January 23, 2017    4 minute read

The Billion-Dollar Disappearing Act

The Trump Tweet    January 23, 2017    4 minute read

The Billion-Dollar Disappearing Act


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Donald Trump’s election as US president shocked the world. His radical policies will surely overhaul international relations, while his rhetoric surrounding infrastructure stimulus, domestic tax cuts and light touch regulation has bolstered markets, sending the major indexes up to all-time highs, with the Dow Jones and S&P 500 both up 8.2% and 6.2% respectively since the election on November 8th. His cabinet has replaced political experience with business prowess.

The Power of Social Media

The 45th President of the United States has also adopted an unorthodox method of communicating his ideas: Twitter. The social media platform has served as a channel for the leader of the free world to circumvent what he has called ‘the biased media’, and in some cases, the impact of these 140-character messages has been devastating for the value of companies.

On December 6th, 2016, Boeing lost $1bn in market cap following a tweet that stated:

Trump Twitter

Just a week later, his tweet criticising the cost of Lockheed Martin’s F-35 programme knocked off $2.7bn off of the company’s overall share value. He stated that “billions of dollars can and will be saved on military (and other) purchases after January 20th”, leaving investors to ponder what this means for the defence industry, initially envisioned to be a top performing sector under a Trump administration.

Pharmaceutical companies were next in the firing line, lambasted during Trump’s first official press conference for “getting away with murder”. He referred specifically to high drug prices, and tax bill reduction techniques. As a result, the nine largest pharmaceutical companies, including Johnson & Johnson and Pfizer, lost $24.6bn on the stock market in 20 minutes.

Market Sentiment

How is it possible for such a small message to trigger such a seismic shock in the markets?

Market sentiment, defined as “the feeling or tone of a market, or its crowd psychology, as revealed through the activity and price movement of the securities traded in that market” by Investopedia, is heavily influenced by quick news stories that often have no impact on fundamental company data in the short term. As the stock markets are guided by what ‘may happen’, instead of ‘what has happened in the past’, even a small hint of stormy waters ahead will be enough to add pressure to the price of a share. Trump communicates his plans, often unexpectedly and without much detail, which results in the markets reacting on the assumption of a worst case scenario.

Trump is followed by 20 million people on Twitter, and the size of this platform provides him with the opportunity to draw a substantial amount of attention to a particular entity. After he tweeted about General Motors Mexican-made model of the Chevy Cruze, searches for the company jumped 200% on Google. In the past, senior company officials have had time to consider solutions in anticipation of damning criticism, but due to the capacity of social media to instantly communicate information, this luxury is no longer enjoyed.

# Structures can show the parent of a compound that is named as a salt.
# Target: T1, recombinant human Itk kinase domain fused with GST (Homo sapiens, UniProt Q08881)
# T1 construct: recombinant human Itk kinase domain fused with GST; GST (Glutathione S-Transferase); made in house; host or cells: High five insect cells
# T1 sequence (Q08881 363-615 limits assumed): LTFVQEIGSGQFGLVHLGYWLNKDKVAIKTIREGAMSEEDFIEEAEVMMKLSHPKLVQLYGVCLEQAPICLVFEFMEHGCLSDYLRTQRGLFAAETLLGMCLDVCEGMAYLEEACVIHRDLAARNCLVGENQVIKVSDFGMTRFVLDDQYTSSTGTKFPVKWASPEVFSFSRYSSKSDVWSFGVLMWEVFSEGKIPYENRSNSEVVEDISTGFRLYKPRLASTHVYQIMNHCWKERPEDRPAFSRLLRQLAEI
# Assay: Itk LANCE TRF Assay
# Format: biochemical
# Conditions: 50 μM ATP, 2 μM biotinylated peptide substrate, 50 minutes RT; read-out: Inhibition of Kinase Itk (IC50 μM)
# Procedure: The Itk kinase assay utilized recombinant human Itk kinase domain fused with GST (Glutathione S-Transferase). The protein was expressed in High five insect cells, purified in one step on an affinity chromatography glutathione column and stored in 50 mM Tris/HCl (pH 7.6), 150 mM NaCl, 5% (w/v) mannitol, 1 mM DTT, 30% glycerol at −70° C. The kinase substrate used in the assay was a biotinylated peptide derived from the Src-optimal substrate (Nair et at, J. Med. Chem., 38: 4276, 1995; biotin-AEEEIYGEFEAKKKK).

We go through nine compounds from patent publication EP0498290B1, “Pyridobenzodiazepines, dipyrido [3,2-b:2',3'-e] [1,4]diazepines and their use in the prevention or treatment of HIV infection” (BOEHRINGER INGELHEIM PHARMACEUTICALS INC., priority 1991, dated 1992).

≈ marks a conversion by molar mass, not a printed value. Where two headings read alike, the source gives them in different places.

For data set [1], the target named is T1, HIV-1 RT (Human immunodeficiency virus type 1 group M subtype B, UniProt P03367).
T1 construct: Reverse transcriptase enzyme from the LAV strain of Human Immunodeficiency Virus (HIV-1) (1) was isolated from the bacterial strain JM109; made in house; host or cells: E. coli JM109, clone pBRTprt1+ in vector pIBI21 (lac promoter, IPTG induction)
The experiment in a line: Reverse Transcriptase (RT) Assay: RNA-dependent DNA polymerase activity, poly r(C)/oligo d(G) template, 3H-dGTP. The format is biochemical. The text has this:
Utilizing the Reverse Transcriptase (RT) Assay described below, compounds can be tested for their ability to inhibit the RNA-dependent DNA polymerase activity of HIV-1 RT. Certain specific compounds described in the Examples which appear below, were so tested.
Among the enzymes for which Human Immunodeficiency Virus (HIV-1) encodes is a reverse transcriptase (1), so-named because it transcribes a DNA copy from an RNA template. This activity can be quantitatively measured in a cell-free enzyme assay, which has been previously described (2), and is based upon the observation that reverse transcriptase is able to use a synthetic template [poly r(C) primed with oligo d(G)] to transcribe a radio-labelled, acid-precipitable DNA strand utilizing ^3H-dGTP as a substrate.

The ‘Trump Tweet’

The ‘Trump Tweet’ is a brand new obstacle for markets, but investors need not panic. Trigger Finance, for example, has recently introduced ‘The Trump Trigger’ which notifies the user in the event of Trump tweeting about a publicly traded company, or a company held in the user’s portfolio. The number of users for this tool has already surpassed the Federal Reserve interest rate monitor.

Bloomberg terminal, a beloved Wall Street tool which allows users to monitor and analyse real-time financial market data and place trades via an electronic trading platform, also features in real time how Trump’s comments alter public opinion, and what happens to a stock, currency and other financial instruments as a result. A ‘Twitter sentiment chart’ offers quick insight as to the positivity or negativity of the messages, providing as much information needed to make decisions on the basis of social media.

Bloomberg Twitter

(Impact of a Trump tweet: grey line indicates share price, blue bars indicate Tweet activity and red and green bars indicate negative and positive sentiment, respectively; Source: Bloomberg)

The President’s Twitter habits are just another challenge for investors and corporations to contend with. In less than just 140 characters, billions of dollars of value can be both created or destroyed. While this has been a nuisance ever since the Republican candidate was confirmed as President-elect, industries are starting to innovate in order to prepare for these unexpected outbursts.

What really concerns investors is the Trump administration’s corporate policies. With control of both Congress and the Senate, many people are expecting a big change. It is now time for that change to come from policy and not platforms.

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